Hebburn man to stand trial over £40,000 fraud and unfair trading allegations relating to building and roofing company

Two people accused of a £40,000 fraud and unfair trading could face trial in January 2024 after making their first appearance at crown court.

Joseph Conley, 46, and Jill Mackin, 41, and a building and roofing company previously pleaded not guilty to all charges at Teesside Magistrates’ Court.

They have now appeared at Teesside Crown Court for a plea and trial preparation hearing.

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No pleas were entered at the hearing on Tuesday, December 20. Judge Jonathan Carroll adjourned the case until a further hearing on March 29, 2023, with a potential trial date of January 8, 2024.

Teesside Crown Court.

Conley, of Gerard Close, New Kyo, Stanley, and Mackin, of Douglas Close, Hebburn, were given unconditional bail in the meantime.

Under the charges brought to the magistrates’ court, they are accused of a fraud to the value of £41,405, as well as misleading and aggressive practices as a trader. The alleged behaviour includes failing to complete a loft conversion in Billingham and demanding payment using “harassment, coercion or undue influence”.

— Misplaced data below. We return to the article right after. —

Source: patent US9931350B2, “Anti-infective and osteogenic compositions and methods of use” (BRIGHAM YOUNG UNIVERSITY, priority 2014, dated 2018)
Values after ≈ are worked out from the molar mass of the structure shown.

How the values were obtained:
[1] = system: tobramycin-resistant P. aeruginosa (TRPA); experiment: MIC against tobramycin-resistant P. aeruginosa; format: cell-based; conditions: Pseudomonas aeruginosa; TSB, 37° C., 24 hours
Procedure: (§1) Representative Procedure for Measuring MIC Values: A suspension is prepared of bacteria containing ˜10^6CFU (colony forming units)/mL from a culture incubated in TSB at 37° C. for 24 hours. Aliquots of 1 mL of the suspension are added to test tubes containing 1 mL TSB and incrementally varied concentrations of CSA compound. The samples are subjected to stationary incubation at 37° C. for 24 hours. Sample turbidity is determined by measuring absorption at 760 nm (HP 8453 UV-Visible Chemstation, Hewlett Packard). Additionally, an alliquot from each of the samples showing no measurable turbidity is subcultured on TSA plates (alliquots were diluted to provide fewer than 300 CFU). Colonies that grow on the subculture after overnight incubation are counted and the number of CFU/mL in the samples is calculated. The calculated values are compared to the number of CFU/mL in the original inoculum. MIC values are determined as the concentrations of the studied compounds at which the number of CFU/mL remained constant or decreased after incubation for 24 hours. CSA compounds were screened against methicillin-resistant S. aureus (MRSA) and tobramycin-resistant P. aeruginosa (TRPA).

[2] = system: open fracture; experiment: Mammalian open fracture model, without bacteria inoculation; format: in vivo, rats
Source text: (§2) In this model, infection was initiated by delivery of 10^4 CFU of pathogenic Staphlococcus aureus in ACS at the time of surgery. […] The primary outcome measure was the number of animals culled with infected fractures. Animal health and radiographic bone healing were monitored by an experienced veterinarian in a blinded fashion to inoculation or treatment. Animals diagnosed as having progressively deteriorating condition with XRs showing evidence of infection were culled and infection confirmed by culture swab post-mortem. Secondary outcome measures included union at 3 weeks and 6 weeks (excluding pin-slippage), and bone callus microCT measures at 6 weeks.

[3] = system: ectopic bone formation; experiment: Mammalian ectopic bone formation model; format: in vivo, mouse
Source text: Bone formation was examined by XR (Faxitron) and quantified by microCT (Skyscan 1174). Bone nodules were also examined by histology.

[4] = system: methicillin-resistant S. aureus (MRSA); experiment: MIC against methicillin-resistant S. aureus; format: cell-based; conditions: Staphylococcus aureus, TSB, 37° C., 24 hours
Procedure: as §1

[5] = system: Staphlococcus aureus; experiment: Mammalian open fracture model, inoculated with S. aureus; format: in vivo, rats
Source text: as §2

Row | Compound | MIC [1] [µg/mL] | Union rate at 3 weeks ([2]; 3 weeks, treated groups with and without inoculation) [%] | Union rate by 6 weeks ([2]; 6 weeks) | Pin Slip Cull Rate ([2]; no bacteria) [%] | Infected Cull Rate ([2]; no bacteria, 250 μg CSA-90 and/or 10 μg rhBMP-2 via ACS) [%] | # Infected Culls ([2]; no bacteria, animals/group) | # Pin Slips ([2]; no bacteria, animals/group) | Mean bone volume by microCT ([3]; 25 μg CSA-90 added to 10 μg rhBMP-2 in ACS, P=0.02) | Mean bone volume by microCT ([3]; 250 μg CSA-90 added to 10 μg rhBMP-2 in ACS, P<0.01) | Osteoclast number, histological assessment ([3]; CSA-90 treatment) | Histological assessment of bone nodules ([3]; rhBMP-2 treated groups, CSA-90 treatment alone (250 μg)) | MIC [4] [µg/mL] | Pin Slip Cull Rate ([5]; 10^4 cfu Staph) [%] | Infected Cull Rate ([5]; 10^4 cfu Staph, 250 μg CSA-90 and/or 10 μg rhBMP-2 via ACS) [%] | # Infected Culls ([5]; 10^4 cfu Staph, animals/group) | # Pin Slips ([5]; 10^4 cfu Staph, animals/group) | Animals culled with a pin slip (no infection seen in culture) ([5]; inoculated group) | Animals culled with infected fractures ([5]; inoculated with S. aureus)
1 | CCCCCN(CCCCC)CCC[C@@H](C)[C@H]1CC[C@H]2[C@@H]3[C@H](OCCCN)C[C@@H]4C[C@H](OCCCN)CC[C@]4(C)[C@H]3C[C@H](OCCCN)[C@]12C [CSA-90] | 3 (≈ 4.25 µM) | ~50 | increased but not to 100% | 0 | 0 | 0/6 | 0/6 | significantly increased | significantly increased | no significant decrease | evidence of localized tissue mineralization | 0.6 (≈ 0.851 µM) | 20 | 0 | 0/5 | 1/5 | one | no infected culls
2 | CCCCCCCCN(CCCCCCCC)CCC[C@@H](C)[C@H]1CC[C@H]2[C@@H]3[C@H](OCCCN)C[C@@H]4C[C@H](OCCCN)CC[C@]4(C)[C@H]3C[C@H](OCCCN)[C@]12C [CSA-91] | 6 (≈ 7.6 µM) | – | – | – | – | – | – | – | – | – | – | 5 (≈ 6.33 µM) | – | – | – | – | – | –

They and the firm itself, JPC Building Roofing and Joinery, faced the same 12 charges – five of fraud, seven under unfair trading regulations, allegations dating back to between May and October 2021.

Conley, Mackin and the company denied all charges brought by Stockton Council when they appeared before magistrates in November.

The fraud charges alleged the defendants “dishonestly made a false representation” to a couple that work worth £41,405 would be done and invoiced for work they had not done.

It was also claimed they told Stockton trading standards that £75 was chargeable for JMC Project Management Consultancy for attending a property in Billingham.

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They were accused of engaging in commercial practices against the Consumer Protection from Unfair Trading Regulations 2008. These included stating to the couple that works worth £41,405 would be done, said to be a misleading and untruthful action, and failing to tell the couple of their cancellation rights, a “misleading omission”.

The charges also included “failing to adequately undertake work” at the couple’s home, sending them an invoice stating payment was overdue having not provided the invoice beforehand, and “failing to complete works to the loft conversion” at a Billingham property. These “contravened the requirements of professional diligence”, it was claimed.

Aggressive practices “through the use of harassment, coercion or undue influence”, likely to impair a customer’s freedom of choice, were alleged.

The defendants were accused of demanding a change to a payment schedule, “threatening to walk off the build if the terms were not agreed to” and demanding payment for an invoice marked overdue.

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Conley and Mackin are listed on Companies House’s website as people with significant control owning shares in the company, with Conley listed as a director.